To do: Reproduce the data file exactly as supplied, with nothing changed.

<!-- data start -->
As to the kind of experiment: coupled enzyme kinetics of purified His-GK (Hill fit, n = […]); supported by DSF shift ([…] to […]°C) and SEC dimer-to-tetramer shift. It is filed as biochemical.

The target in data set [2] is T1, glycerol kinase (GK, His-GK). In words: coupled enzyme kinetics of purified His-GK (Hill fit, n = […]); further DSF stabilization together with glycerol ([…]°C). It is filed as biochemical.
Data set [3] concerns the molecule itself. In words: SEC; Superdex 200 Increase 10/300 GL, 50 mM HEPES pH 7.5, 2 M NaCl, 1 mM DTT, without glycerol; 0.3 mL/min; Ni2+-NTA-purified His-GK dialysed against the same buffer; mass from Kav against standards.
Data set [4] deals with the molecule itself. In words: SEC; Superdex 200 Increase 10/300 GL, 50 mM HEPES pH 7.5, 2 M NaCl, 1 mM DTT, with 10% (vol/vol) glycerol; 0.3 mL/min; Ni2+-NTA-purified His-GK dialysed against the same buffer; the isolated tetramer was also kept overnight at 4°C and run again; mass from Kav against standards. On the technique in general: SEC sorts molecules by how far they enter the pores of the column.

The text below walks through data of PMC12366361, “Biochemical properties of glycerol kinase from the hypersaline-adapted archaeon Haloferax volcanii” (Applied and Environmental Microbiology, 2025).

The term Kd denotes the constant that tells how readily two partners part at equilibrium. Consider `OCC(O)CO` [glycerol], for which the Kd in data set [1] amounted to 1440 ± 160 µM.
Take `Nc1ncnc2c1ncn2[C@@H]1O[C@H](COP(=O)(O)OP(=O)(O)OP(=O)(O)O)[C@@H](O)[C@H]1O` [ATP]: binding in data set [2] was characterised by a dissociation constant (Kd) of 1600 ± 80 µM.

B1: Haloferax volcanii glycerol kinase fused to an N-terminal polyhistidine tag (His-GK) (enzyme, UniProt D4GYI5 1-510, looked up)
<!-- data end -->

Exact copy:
As to the kind of experiment: coupled enzyme kinetics of purified His-GK (Hill fit, n = […]); supported by DSF shift ([…] to […]°C) and SEC dimer-to-tetramer shift. It is filed as biochemical.

The target in data set [2] is T1, glycerol kinase (GK, His-GK). In words: coupled enzyme kinetics of purified His-GK (Hill fit, n = […]); further DSF stabilization together with glycerol ([…]°C). It is filed as biochemical.
Data set [3] concerns the molecule itself. In words: SEC; Superdex 200 Increase 10/300 GL, 50 mM HEPES pH 7.5, 2 M NaCl, 1 mM DTT, without glycerol; 0.3 mL/min; Ni2+-NTA-purified His-GK dialysed against the same buffer; mass from Kav against standards.
Data set [4] deals with the molecule itself. In words: SEC; Superdex 200 Increase 10/300 GL, 50 mM HEPES pH 7.5, 2 M NaCl, 1 mM DTT, with 10% (vol/vol) glycerol; 0.3 mL/min; Ni2+-NTA-purified His-GK dialysed against the same buffer; the isolated tetramer was also kept overnight at 4°C and run again; mass from Kav against standards. On the technique in general: SEC sorts molecules by how far they enter the pores of the column.

The text below walks through data of PMC12366361, “Biochemical properties of glycerol kinase from the hypersaline-adapted archaeon Haloferax volcanii” (Applied and Environmental Microbiology, 2025).

The term Kd denotes the constant that tells how readily two partners part at equilibrium. Consider `OCC(O)CO` [glycerol], for which the Kd in data set [1] amounted to 1440 ± 160 µM.
Take `Nc1ncnc2c1ncn2[C@@H]1O[C@H](COP(=O)(O)OP(=O)(O)OP(=O)(O)O)[C@@H](O)[C@H]1O` [ATP]: binding in data set [2] was characterised by a dissociation constant (Kd) of 1600 ± 80 µM.

B1: Haloferax volcanii glycerol kinase fused to an N-terminal polyhistidine tag (His-GK) (enzyme, UniProt D4GYI5 1-510, looked up)